Alberto Ríos’s “Nani”

I just realized this week that I have not yet posted a Latino poem. Time to rectify that omission by presenting a poem from one of my favorite Mexican American writers, Alberto Ríos. This poem comes from Ríos’s book Whispering to Fool the Wind, which won the Walt Whitman Award (for emerging poets) in 1982.


Sitting at her table, she serves
the sopa de arroz to me
instinctively, and I watch her,
the absolute mamá, and eat words
I might have had to say more
out of embarrassment. To speak,
now-foreign words I used to speak,
too, dribble down her mouth as she serves
me albondigas. No more
than a third are easy to me.
By the stove she does something with words
and looks at me only with her
back. I am full. I tell her
I taste the mint, and watch her speak
smiles at the stove. All my words
make her smile. Nani never serves
herself, she only watches me
with her skin, her hair. I ask for more.

I watch the mamá warming more
tortillas for me. I watch her
fingers in the flame for me.
Near her mouth, I see a wrinkle speak
of a man whose body serves
the ants like she serves me, then more words
from more wrinkles about children, words
about this and that, flowing more
easily from these other mouths. Each serves
as a tremendous string around her,
holding her together. They speak
nani was this and that to me
and I wonder just how much of me
will die with her, what were the words
I could have been, or was. Her insides speak
through a hundred wrinkles, now, more
than she can bear, steel around her,
shouting, then, What is this thing she serves?

She asks me if I want more.
I own no words to stop her.
Even before I speak, she serves.

“Nani” is a sestina, which is a complicated fixed form that requires the repetition of the final words of each of the first six lines according to a set pattern, which you can read more about here. A strict sestina has six stanzas of six lines each, with a three-line “envoi,” or short stanza at the end. Ríos’s poem has the requisite 39 lines, and repeats the line-ending words (me, more, words, her, speak, and serve) in the appropriate order, but he divides his poem only into two larger stanzas and the envoi. I love the way that the repeated words take on different shades of meaning with each iteration. At some points, “serve” means “function,” as in “each serves / as a tremendous string around her.” At other points, it denotes the immediate action of delivering food, as in “she serves / the sopa de arroz.” And at the end of the poem, it takes on a much broader symbolic significance, connoting submission and self-sacrifice.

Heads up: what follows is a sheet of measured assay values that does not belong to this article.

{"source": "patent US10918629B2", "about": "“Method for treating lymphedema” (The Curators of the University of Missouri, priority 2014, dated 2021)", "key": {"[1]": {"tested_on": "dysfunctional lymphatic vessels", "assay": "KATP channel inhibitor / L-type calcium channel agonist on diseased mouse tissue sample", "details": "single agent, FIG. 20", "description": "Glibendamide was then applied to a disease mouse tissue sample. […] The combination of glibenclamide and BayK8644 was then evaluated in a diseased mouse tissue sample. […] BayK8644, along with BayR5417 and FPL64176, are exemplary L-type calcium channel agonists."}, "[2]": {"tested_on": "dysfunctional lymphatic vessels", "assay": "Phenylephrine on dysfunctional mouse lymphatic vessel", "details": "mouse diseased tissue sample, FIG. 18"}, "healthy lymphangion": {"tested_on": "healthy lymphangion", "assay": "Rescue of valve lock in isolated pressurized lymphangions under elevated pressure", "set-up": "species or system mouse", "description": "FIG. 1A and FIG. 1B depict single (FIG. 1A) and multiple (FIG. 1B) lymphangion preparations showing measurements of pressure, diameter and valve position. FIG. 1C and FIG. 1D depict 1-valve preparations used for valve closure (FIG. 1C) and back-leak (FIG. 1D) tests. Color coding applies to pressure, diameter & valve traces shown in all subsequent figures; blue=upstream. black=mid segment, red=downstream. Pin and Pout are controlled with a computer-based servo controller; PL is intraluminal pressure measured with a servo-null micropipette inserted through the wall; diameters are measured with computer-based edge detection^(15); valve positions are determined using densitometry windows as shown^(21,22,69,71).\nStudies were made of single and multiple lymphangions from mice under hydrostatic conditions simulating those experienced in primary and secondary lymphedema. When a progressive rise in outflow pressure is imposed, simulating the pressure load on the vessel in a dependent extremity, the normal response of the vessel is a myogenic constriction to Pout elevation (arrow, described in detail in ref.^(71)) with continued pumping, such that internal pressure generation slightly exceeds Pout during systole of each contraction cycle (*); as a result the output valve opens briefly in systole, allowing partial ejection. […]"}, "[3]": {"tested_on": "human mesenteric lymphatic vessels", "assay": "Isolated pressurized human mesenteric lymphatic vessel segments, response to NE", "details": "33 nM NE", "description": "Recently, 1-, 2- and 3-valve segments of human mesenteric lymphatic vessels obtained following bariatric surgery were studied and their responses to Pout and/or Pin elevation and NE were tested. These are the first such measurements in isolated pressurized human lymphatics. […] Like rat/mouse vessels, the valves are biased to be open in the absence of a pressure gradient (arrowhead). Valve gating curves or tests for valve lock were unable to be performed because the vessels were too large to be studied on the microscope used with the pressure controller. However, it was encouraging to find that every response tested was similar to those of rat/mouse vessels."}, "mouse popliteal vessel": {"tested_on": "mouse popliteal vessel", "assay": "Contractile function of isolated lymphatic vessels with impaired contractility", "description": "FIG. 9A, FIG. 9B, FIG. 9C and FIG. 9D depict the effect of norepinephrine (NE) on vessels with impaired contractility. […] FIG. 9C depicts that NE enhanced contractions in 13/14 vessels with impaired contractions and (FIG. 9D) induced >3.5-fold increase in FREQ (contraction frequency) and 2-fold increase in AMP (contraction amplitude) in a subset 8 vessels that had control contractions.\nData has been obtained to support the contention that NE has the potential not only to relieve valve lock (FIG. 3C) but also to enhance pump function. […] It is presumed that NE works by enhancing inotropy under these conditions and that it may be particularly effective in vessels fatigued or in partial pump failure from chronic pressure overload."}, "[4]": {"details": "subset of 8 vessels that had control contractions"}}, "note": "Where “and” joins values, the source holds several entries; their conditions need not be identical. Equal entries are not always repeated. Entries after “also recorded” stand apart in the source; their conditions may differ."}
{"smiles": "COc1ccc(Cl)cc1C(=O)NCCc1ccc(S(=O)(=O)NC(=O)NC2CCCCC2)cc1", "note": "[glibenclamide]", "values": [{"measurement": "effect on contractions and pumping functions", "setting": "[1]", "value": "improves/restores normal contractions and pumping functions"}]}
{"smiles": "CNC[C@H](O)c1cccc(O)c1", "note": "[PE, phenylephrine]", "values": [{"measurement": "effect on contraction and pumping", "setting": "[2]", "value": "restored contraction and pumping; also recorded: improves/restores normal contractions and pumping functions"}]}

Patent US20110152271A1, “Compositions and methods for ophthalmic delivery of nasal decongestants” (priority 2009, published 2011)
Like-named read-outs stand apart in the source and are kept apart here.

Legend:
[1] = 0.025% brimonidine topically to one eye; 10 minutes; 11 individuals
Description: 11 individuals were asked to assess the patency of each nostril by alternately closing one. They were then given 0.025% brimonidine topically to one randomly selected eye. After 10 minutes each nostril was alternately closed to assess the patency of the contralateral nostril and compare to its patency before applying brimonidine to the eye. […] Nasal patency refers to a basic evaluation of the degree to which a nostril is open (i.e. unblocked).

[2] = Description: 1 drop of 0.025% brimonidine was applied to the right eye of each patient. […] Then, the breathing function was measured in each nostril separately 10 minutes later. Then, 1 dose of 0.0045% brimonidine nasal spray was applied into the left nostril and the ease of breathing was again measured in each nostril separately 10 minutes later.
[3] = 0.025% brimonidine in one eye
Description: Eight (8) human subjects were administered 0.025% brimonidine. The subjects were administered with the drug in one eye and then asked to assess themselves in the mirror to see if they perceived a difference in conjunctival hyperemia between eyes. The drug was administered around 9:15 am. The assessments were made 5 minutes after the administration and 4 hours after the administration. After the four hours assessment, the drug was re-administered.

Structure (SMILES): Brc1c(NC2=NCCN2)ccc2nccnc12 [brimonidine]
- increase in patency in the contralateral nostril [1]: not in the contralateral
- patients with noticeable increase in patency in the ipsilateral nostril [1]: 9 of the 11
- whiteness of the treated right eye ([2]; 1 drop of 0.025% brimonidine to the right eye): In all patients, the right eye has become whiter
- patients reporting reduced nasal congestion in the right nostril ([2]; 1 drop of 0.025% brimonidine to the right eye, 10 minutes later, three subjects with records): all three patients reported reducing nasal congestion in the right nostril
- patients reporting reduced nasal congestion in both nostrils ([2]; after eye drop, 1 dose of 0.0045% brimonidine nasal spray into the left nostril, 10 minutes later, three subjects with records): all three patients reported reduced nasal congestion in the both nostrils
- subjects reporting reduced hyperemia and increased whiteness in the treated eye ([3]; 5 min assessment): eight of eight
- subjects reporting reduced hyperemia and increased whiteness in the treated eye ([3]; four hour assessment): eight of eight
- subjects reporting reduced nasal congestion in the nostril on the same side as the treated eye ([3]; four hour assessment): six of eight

The poem is about the speaker’s feeling that he cannot adequately communicate with his grandmother, his “nani,” because of a language barrier that has grown up between them. This is familiar territory for Latino literature, as writers consistently depict language as a scene alternately of struggle and empowerment, misunderstanding and reconciliation. The speaker yearns for a feeling of intimacy that can overcome the language barrier, and I think the poem leaves open the question of whether he does or ever can achieve that intimacy.

“Nani” resonates deeply with me on a personal level because of my experience growing up monolingual in a bilingual family. Both of my parents speak Spanish fluently, and I grew up very close (both physically and relationally) to my Mexican grandparents, who speak only a little English. I learned Spanish as a Mormon missionary when I was 19, but before that I spoke to my grandparents in English and they spoke in Spanish. Nevertheless, my abiding childhood memories of my grandparents all center on feelings of absolute love, intimacy, and acceptance.

And food, of course. In “Nani” the grandmother attempts to bridge the gap between herself and her grandson through food, but it’s about more than the food. I love that the final repeated word of the sestina is “serves.” She serves, with the implication is always that she is giving him more than just food. She is giving him part of herself.

In part, I think that the poem might be slightly ironic, slightly critical of its own speaker. He can’t help agonize about their relationship, over-thinking the significance of every gesture. He thinks that their relationship needs words, and thus adds layers of bricks and mortar to the language wall between them. What if the poem were from Nani’s point of view?

I don’t know. I don’t have a nani. I have a Guelita. But I suspect that she might say, shut up and eat, mijo. It’s not about the words. Even before we speak, she serves.